Prince William stunned fans of his late mother, Diana, Princess of Wales, when he turned up at their annual vigil which was taking place outside Kensington Palace on Monday. Fans were marking what would have been Diana's 58th birthday.
The father-of-three emerged just before 7pm and, in pictures obtained by the Daily Mail, he was seen greeting the small crowd and talking to them. Kate Middleton's husband was dressed casually in navy blue chinos and a blue shirt and was surrounded by a small security entourage.
Prince William and Harry pictured in 2017
The royal, who lives in Apartment 1A inside Kensington Palace, shook hands with well-wishers and also gave them an update on the statue Ian Rank-Broadley is sculpting and which will "celebrate her life and legacy".
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Well-wisher John Loughrey told the Daily Mail: "William told me he knew we'd been coming here for years and thanked us for what we were doing for his mother.
"I'm still shaking now. I feel very emotional," he added.
Speaking of the statue, which will mark the 20 year anniversary of Diana's tragic death and is still to be revealed, Prince William reportedly told the small crowd: "Soon, very soon. We just want to make sure it is right. It's important to get it right."
Prince William had no engagements on Monday, but his wife Kate made an announced outing to the Hampton Court Flower Show, where she hosted a very special picnic. Kate invited children helped by her patronages to visit her RHS Back to Nature before it opens to the public at the annual horticultural event on Tuesday. The youngsters, from the Anna Freud Centre, Evelina Children's Hospital, Action for Children and Place2Be are taking part in a treasure hunt and a bug spotting exercise as part of the fun royal outing, as well as exploring with their family members, carers and teachers to demonstrate their important role in raising children.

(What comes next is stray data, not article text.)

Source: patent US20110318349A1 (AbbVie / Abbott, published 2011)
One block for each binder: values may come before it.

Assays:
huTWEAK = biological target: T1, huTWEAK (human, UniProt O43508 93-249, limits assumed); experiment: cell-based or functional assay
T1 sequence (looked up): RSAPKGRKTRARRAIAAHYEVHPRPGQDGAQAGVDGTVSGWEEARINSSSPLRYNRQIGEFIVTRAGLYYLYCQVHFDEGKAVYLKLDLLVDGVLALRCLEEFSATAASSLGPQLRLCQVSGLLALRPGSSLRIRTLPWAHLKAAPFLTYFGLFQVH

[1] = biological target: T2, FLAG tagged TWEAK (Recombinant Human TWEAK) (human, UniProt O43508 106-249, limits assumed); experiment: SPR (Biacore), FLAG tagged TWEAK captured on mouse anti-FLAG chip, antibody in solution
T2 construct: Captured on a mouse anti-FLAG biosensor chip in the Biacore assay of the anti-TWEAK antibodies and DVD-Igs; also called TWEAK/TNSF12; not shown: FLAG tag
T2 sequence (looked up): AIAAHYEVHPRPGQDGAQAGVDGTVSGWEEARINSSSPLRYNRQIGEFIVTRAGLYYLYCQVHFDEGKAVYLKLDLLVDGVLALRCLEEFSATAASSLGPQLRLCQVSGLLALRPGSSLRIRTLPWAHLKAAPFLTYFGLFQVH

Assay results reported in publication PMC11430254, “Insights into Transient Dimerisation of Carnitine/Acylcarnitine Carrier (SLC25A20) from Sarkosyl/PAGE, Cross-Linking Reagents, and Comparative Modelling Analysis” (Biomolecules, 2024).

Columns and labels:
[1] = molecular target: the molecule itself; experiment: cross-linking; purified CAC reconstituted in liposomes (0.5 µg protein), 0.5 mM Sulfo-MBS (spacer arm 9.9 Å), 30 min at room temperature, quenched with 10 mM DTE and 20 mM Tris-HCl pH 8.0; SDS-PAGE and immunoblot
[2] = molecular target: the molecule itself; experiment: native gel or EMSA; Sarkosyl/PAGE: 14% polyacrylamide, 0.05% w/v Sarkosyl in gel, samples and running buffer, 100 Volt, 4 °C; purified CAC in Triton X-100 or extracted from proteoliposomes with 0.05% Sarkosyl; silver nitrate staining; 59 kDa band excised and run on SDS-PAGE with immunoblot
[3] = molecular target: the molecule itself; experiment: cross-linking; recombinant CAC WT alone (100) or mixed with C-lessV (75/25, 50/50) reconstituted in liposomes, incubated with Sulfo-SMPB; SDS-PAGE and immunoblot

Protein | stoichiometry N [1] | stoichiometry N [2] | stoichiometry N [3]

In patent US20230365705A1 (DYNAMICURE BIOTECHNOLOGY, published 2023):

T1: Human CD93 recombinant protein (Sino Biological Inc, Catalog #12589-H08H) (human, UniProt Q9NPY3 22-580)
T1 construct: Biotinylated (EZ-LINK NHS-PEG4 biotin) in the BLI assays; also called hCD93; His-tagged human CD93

Inspired by the garden explored by Prince George, Princess Charlotte and Prince Louis at RHS Chelsea last month, it is double the size and has several, playful new features.
They include a pond to paddle in, a hidden burrow inspired by a Badger’s Sett, and a rolling hill planted with a bee-friendly wildflower meadow, featuring buttercup, ox-eye daisy, red clover and common spotted orchids.
As well as the waterfall, rustic dens and the hollow log from the original garden, much of the original garden has been transferred – including branches and moss collected by the Cambridge children.